What is a diamond-find script? It is a story that captures a reader’s imagination and ignites the collaborative creative fires of that producer (who races to think of who can be brought on board the production team), the director (who thinks in cinematic frames, locations, actors, and the challenge of controlling the production), the actor (who sees the demanding, dynamic character portrayal on their resume as a high-point credit), and so on. The screenwriter merely draws the blueprint for all these creative artists who will use their expertise to transfer the words on the page to images on the screen. The screenplay is the foundation of the story. Everyone else builds upward from there toward the pinnacle, a finished film. The writer’s creative spark is necessary for the lengthy, convoluted, complex business of making a film
ALL STORIES HAVE STRUCTURE
A cinematic story has essential elements like any other form of storytelling. Even around the caveman’s fire, the storyteller had to begin the tale, keep the listeners enthralled with a series of events, and end his rendering. If the telling was not interesting and believable, do you think the caveman got any attention when he wanted to tell another? Aristotle of ancient Greece explained the original concepts of Beginning, Middle, and Ending in his “Poetics.” If you haven’t read the essay, find a copy and do so as part of your fundamental education. Here is an explanation in relation to film that will provide the foundation for all that is to follow.
Beginning’s Set-up and Questions
Approximately one-fourth of any story is the “Set-up of the Ordinary Life” the main character is living. In that set-up, you must establish your ability to ignite curiosity and tell a credible tale with characters the audience can care about. Your credibility relies on the vigorous quality of your language skills--your command of vocabulary and proper grammar, punctuation, and spelling. Those are the tools of your craft. You may have a dynamic story to tell but if you lack the skill to communicate succinctly and accurately, who will care?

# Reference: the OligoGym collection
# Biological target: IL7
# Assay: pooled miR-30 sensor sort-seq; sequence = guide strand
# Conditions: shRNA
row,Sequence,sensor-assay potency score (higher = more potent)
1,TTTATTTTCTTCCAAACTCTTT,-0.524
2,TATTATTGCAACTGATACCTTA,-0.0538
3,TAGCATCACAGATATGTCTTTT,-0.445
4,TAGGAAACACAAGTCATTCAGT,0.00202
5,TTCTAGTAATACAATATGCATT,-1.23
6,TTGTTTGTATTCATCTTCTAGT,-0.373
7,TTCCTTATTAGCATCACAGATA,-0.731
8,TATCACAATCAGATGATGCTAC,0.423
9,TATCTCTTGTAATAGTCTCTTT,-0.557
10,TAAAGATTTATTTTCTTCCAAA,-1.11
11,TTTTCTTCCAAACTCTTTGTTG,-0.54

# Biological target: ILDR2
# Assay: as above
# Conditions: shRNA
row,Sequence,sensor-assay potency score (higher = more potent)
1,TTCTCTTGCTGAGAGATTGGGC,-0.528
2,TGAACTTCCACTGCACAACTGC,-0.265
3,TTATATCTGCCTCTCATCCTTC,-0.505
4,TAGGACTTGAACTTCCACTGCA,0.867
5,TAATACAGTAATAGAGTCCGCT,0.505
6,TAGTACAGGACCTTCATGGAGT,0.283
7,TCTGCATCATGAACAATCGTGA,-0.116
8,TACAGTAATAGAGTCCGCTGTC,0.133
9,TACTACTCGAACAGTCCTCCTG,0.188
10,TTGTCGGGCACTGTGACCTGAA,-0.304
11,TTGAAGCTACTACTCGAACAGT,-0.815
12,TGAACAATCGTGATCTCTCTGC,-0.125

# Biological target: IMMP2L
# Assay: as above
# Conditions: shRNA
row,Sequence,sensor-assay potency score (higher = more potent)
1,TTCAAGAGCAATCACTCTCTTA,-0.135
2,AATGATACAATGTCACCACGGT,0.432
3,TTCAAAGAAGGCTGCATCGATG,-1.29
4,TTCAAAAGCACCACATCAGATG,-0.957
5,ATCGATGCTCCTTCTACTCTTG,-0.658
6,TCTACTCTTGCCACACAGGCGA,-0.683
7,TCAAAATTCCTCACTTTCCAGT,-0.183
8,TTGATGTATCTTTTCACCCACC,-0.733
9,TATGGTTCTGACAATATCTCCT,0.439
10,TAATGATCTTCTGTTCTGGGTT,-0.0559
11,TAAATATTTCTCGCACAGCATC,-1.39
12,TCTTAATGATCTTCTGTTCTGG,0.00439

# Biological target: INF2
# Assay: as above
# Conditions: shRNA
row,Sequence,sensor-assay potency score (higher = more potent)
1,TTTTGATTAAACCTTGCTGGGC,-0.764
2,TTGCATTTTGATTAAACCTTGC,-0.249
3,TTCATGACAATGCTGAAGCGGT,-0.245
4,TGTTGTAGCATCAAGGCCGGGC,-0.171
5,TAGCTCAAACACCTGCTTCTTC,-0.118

In your story’s first pages, you have to establish the five W’s of:
  1. Who the story is about,
  2. Where the story is taking place,
  3. When the story is happening,
  4. What is happening to the main character and
  5. Why that “What” is important to the main character.
The audience must immediately be asking questions they want answered. The writer enters into an implied contract with the audience to answer those questions in the story to follow.
The opening sentence of a novel acts as the hook to capture the reader’s interest demanding the rest of the book be read. A movie’s hook is the very first image on the screen that sets the mood for a film. Consider the uplifting sense of the carefree girl singing in an Alpine meadow of THE SOUND OF MUSIC. The impact must be immediate and visual. It helps to have it paired with sound effects and music to hit as many of the senses as possible, but those are not the screenwriter’s area of expertise. Again, the screenplay is merely a blueprint. (Yes, you will be reminded of this repeatedly to drive it deep into your awareness.)